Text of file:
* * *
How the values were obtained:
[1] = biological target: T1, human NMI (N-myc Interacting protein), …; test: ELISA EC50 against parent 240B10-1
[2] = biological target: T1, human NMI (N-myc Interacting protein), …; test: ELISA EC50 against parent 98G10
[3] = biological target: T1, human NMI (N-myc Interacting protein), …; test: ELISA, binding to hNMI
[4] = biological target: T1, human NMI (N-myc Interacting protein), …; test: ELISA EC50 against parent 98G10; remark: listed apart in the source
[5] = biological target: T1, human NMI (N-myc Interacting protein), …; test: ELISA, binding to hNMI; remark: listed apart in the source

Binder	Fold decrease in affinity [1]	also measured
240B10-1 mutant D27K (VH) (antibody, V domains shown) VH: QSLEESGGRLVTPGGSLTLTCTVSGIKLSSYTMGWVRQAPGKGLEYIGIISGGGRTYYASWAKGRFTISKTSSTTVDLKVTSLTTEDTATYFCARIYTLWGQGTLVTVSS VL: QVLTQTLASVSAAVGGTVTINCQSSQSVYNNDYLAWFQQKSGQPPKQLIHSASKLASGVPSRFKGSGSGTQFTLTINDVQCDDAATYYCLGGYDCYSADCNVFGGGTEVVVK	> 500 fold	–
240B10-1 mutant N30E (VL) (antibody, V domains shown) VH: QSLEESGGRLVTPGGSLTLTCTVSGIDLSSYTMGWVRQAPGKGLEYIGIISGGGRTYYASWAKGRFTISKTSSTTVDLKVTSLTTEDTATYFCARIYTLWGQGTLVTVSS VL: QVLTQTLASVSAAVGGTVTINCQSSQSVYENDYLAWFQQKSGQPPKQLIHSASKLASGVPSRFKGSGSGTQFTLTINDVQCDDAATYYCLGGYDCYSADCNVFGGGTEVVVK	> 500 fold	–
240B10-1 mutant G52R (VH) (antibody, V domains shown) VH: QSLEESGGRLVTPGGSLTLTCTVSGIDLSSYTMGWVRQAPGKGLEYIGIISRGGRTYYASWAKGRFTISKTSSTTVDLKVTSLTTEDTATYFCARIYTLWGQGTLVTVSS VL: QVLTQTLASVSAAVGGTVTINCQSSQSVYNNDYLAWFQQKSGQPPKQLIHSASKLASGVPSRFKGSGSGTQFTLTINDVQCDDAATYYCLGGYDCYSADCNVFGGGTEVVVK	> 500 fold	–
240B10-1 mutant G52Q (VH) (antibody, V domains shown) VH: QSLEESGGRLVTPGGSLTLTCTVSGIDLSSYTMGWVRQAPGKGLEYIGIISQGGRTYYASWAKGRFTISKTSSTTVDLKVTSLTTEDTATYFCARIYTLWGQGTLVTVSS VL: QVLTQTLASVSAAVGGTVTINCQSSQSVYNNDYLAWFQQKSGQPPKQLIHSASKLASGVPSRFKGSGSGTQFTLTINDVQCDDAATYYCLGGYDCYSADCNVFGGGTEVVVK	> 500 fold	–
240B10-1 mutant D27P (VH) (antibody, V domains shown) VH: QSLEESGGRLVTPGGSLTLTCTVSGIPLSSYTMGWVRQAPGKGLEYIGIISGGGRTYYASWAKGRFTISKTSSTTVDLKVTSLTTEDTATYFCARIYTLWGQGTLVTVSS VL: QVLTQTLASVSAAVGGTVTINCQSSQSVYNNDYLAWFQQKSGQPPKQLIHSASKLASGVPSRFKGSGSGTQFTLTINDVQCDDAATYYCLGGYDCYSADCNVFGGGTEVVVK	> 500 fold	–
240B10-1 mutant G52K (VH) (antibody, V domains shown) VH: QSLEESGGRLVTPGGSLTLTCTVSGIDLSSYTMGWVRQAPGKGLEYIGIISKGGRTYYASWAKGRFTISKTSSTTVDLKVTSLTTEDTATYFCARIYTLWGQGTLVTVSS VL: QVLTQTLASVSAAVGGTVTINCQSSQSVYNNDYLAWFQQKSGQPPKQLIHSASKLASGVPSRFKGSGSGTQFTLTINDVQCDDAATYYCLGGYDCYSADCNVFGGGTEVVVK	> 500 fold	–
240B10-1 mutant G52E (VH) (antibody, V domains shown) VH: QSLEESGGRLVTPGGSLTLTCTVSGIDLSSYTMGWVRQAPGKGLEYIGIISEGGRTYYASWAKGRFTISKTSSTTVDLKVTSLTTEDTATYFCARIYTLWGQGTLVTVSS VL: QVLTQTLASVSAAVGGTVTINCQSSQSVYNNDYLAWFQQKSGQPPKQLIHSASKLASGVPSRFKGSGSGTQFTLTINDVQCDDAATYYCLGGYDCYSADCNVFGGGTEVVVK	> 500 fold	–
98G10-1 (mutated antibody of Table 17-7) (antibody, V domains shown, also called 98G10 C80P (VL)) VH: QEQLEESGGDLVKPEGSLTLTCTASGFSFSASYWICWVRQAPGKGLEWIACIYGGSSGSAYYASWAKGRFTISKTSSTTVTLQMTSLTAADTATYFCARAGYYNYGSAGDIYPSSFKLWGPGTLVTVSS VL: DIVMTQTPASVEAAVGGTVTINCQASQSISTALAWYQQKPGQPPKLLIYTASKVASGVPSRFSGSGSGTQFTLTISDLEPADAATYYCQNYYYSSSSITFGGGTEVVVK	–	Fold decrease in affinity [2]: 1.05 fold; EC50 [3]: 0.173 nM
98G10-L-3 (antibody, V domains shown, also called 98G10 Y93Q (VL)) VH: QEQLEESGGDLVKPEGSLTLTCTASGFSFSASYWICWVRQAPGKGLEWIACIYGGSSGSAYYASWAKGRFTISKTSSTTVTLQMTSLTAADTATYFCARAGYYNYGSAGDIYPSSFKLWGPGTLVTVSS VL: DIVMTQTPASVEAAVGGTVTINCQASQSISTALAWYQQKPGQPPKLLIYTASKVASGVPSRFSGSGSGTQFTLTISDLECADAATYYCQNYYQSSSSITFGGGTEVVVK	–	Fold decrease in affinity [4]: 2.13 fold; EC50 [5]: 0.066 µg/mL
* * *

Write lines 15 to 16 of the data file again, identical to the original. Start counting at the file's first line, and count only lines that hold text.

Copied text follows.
98G10-1 (mutated antibody of Table 17-7) (antibody, V domains shown, also called 98G10 C80P (VL)) VH: QEQLEESGGDLVKPEGSLTLTCTASGFSFSASYWICWVRQAPGKGLEWIACIYGGSSGSAYYASWAKGRFTISKTSSTTVTLQMTSLTAADTATYFCARAGYYNYGSAGDIYPSSFKLWGPGTLVTVSS VL: DIVMTQTPASVEAAVGGTVTINCQASQSISTALAWYQQKPGQPPKLLIYTASKVASGVPSRFSGSGSGTQFTLTISDLEPADAATYYCQNYYYSSSSITFGGGTEVVVK	–	Fold decrease in affinity [2]: 1.05 fold; EC50 [3]: 0.173 nM
98G10-L-3 (antibody, V domains shown, also called 98G10 Y93Q (VL)) VH: QEQLEESGGDLVKPEGSLTLTCTASGFSFSASYWICWVRQAPGKGLEWIACIYGGSSGSAYYASWAKGRFTISKTSSTTVTLQMTSLTAADTATYFCARAGYYNYGSAGDIYPSSFKLWGPGTLVTVSS VL: DIVMTQTPASVEAAVGGTVTINCQASQSISTALAWYQQKPGQPPKLLIYTASKVASGVPSRFSGSGSGTQFTLTISDLECADAATYYCQNYYQSSSSITFGGGTEVVVK	–	Fold decrease in affinity [4]: 2.13 fold; EC50 [5]: 0.066 µg/mL